In May 2018, Lansing joined the board of directors at The Scripps Research Institute.

In March 2020, she hosted a fundraiser for Joe Biden at her house.[22]

Personal life

Lansing married Academy Award-winning director William Friedkin[23] on July 6, 1991; he had previously been married to French film star Jeanne Moreau, actress Lesley-Anne Down and Kelly Lange.

By her current marriage, Lansing has two stepsons, Jack and Cedric.

Lansing and former MGM studio head James T. Aubrey were struck by a car while crossing Wilshire Boulevard in the mid-1970s. Both were badly hurt and Lansing had to use crutches for a year and a half. Aubrey nursed her back to health. "He came every day. He would say, 'You're not going to limp.' My own mother and father couldn't have given me more support," she told Variety in 2004.



Actress or herself

Awards and recognition


  1. ^ a b c d "Sherry Lansing official biography". The Sherry Lansing Foundation. Retrieved 2009-06-21.
  2. ^ a b c d e f g h i j k l m n "Biography - Sherry Lansing". Weekend America. January 7, 2006. Retrieved 2009-06-21.
  3. ^ a b c d e The Editors of CosmoGIRL (2007). Cosmogirl! Secrets of Success: 2 Leaders Tell You How to Achieve Your Dreams (illustrated ed.). Hearst Books, Sterling. pp. 46–50. ISBN 9781588166661. Retrieved June 20, 2009.
  4. ^ a b c d e "Sherry Lansing to Get Humanitarian Oscar". Fox News. December 15, 2006. Retrieved 2009-06-20.
  5. ^ a b "Local TV reporters form "chain reaction" in motion picture roles". Chicago Tribune. July 31, 1996. Retrieved 2009-06-21.
  6. ^ a b ".(Newsmakers)". Jet. March 14, 2005. Retrieved June 20, 2009.
  7. ^ a b "Just for Variety". Daily Variety. February 1, 2005. Retrieved 2009-06-20.
  8. ^ "Women's magazine rates influential females". Temple News. November 29, 2001. Archived from the original on October 4, 2011. Retrieved 2009-06-21.
  9. ^ Cashman, Greer Fay (June 22, 2005). "Reflections of a power player". Jerusalem Post. Archived from the original on October 25, 2012. Retrieved 2009-06-21.
  10. ^ Clehane, Diane (February 22, 2007). "Lansing focuses on philanthropy". Variety. Retrieved 2010-08-10.
  11. ^ "Sherry Lansing: from making movies to curing cancer / UCLA Today". Archived from the original on 2012-12-12.
  12. ^ "Sherry Lansing's encore career". Jewish Journal. 2012-10-03. Retrieved 2013-03-16.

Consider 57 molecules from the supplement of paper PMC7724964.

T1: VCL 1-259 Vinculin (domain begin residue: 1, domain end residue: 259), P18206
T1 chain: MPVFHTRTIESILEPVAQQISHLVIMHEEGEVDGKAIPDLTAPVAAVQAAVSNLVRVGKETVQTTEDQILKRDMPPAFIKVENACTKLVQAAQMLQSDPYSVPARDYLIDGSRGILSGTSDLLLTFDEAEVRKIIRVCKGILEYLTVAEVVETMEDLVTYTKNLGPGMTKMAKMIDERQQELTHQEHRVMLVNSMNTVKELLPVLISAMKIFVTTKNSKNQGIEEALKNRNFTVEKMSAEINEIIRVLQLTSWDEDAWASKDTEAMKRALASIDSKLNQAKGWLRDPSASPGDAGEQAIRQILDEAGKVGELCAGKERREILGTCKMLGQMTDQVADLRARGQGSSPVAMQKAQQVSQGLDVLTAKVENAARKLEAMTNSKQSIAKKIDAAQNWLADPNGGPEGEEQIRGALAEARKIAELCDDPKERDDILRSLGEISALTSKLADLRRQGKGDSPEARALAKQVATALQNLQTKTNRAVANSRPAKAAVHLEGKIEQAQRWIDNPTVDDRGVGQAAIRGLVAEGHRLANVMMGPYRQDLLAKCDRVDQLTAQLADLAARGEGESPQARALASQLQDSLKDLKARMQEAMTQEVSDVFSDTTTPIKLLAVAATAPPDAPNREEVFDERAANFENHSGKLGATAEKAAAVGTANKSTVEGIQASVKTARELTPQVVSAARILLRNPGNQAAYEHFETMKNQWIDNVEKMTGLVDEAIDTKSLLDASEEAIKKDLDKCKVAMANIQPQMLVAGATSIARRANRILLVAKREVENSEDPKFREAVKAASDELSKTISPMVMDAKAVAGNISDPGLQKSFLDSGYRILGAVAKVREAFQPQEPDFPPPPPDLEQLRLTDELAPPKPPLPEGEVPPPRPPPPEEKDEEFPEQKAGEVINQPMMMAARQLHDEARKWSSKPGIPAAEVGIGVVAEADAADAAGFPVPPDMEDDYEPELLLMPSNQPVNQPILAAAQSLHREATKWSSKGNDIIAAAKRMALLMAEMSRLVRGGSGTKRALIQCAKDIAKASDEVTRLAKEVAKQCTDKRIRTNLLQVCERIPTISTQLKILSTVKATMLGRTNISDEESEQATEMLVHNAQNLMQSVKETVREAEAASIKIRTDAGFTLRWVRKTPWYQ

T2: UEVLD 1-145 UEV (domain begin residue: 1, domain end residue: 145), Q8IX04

13. ^ "Sherry Lansing". Gettysburg Times. To me, I'm just a nice Jewish girl from Chicago who wanted to make movies
  14. ^ "Lansing, Sherry (Lee)."Current Biography 1981.The H.W. Wilson Company New York.1981.p. 265.
  15. ^ a b c d e f g h i j "Distinguished filmmaker, philanthropist/studio executive to receive honorary degrees". Penn State News. November 2, 2007. Retrieved 2009-06-21.
  16. ^ a b Harwood, Jim (December 21, 1982). "Lansing Resigns as 20th-Fox Prod'n President; Silence About Col-HBO-CBS Job". Daily Variety. p. 1.
  17. ^ a b c d "UCLA Anderson School of Management to Honor Sherry Lansing with 2005 Exemplary Leadership in Management Award; Honor Recognizes Outstanding Business and Community Leadership". UCLA. April 25, 2005. Retrieved 2009-06-21.
  18. ^ a b c d The My Hero Project, ed. (2005). My Hero: Extraordinary People on the Heroes Who Inspire Them. Simon & Schuster. pp. 96–102. ISBN 9780743292405. Retrieved June 20, 2009.
  19. ^ "Film honcho donates $5 million to U. of C. Laboratory Schools". Chicago Tribune. November 30, 2011.
  20. ^ "Dole | Company Info | Board of Directors". Dole | Company Info | Investor Relations Home. Thousand Oaks, CA, USA: Dole Food Company, Inc. Archived from the original on 2013-08-15. Retrieved 2013-03-16. {{cite web}}: External link in |work= (help)
  21. ^ "W.M. Keck Foundation 2012 Annual Report" (PDF). Retrieved August 4, 2014.
  22. ^ Hayden, Erik (2020-02-25). "Sherry Lansing to Host Joe Biden Fundraiser". The Hollywood Reporter. Retrieved 2021-05-21.{{cite web}}: CS1 maint: url-status (link)
  23. ^ "A Director, Married to the Studio; With a New Assignment from Paramount, Cries of Nepotism Dog William Friedkin". The New York Times.
  24. ^ Posted: Sep 17, 2017 12:53 AM EDT (2017-09-17). "Ten women added to National Women's Hall of Fame in Seneca". Retrieved 2017-09-28.
  25. ^ "Sherry Lansing". The Hero Project. 2006. Retrieved December 5, 2016.
  26. ^ "Just for Variety". Daily Variety. December 21, 2004. Archived from the original on October 25, 2012. Retrieved 2009-06-21.
  27. ^ Judy Hevrdejs and Mike Conklin (March 17, 1996). "More women in films is studio chief's wish". Chicago Tribune. Retrieved 2009-06-21.
  28. ^ "Walk of Fame welcomes its 1st female executive". Deseret News. August 1, 1996. Retrieved 2009-06-20.
  29. ^ "Executive earns a star". San Jose Mercury News. August 2, 1996. Retrieved 2009-06-20.
  30. ^ "Archived copy". Archived from the original on 2014-10-03. Retrieved 2014-09-01.{{cite web}}: CS1 maint: archived copy as title (link)
  31. ^ "Golden Plate Awardees of the American Academy of Achievement". American Academy of Achievement.
  32. ^ "Past Recipients". Archived from the original on 2011-06-30. Retrieved 2013-03-17.

External links

This page was last edited on 3 May 2022, at 07:57